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A Nation in Chains

"Presidents Reagan and Bush have ensured that the federal courts will not be representative. Instead, they are a bastion of White America. They stand as a symbol of White Power." Can you guess who said these words?

I'll wager most folks missed the identity of the speaker. Stephen Reinhardt, Justice of the 9th Circuit US Court of Appeals, made those remarks during commencement for law school graduates at Golden Gate University, San Francisco, California, Spring 1992.

Reinhardt told the throng of potential attorneys, "What the African-American community perceived from the Supreme Court's decisions was that the federal judiciary is no longer interested in protecting the rights of minorities, that federal judges are far more concerned with...protecting the interests of white males."

Reinhardt pointed to the recent McClesky decision, where the US Supreme Court rejected overwhelming evidence of racial disparity in death sentences, the dismissal of a civil suit filed by a Black man injured by the infamous Los Angeles police choke hold, and a host of rulings narrowing civil and voting rights laws, to support his argument.

And that ain't all.

Across the US, an astonishing number of people in the "land of the free" are caged up in pens.

In fact, the US now imprisons over a million people, with over 4 million under "correctional control."

The number of Blacks, especially Black males, is striking. In numbers per 100,000, over 3,109 persons were locked up in the US; in South Africa, the number of 729 Black males per 100,000 population, meaning the Pretoria regime imprisons less that one-quarter of what the US does to its Black male population.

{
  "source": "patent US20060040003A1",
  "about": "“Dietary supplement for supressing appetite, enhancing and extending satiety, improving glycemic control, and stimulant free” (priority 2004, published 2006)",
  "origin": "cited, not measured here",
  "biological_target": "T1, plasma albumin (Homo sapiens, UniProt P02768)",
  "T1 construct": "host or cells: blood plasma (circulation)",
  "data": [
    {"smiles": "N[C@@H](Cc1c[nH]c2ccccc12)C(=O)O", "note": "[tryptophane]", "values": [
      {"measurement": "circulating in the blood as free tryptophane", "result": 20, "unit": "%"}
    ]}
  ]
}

Look at it this way: The number of people imprisoned in the US is more than the number of people who live in 13 states; the number of people in US jails and prisons would constitute the 11th largest city in the nation; and the number of all people under "correctional control" (meaning prison, jail, probation or parole) is one and a half times greater than the population of Chicago or Nicaragua.

While Judge Reinhardt speaks solely of the federal system, surely the same or worse can be said of state court systems, where politics is more overt as an influence on who goes to jail and who doesn't.

This system of encagement is accompanied by a severe and reactionary reign of constitutional and statutory repression, from America's highest court, the Supreme Court, to the local justice of the peace.

The Fourth Amendment, said to "guarantee" freedom from search and seizures, has been scuttled by the state.

The First Amendment is an afterthought violated daily by the state, where dissidents are imprisoned for refusing to renounce their faith (as in MOVE) and Indian sacred lands are violated for the All-American god of business.

As evidenced by the recent instances of martial law in San Francisco and Los Angeles, not to mention the mass deportation of Spanish-speaking Americans back to Mexico, without notice or hearing, the Constitution is possessed of all the power and relevance of toilet paper.

This is America 1992 - the largest, Blackest prison population on earth; a judiciary of white, male, biased millionaires; a land smoldering in racial, class, sexual, ecological conflict; a nation in chains.

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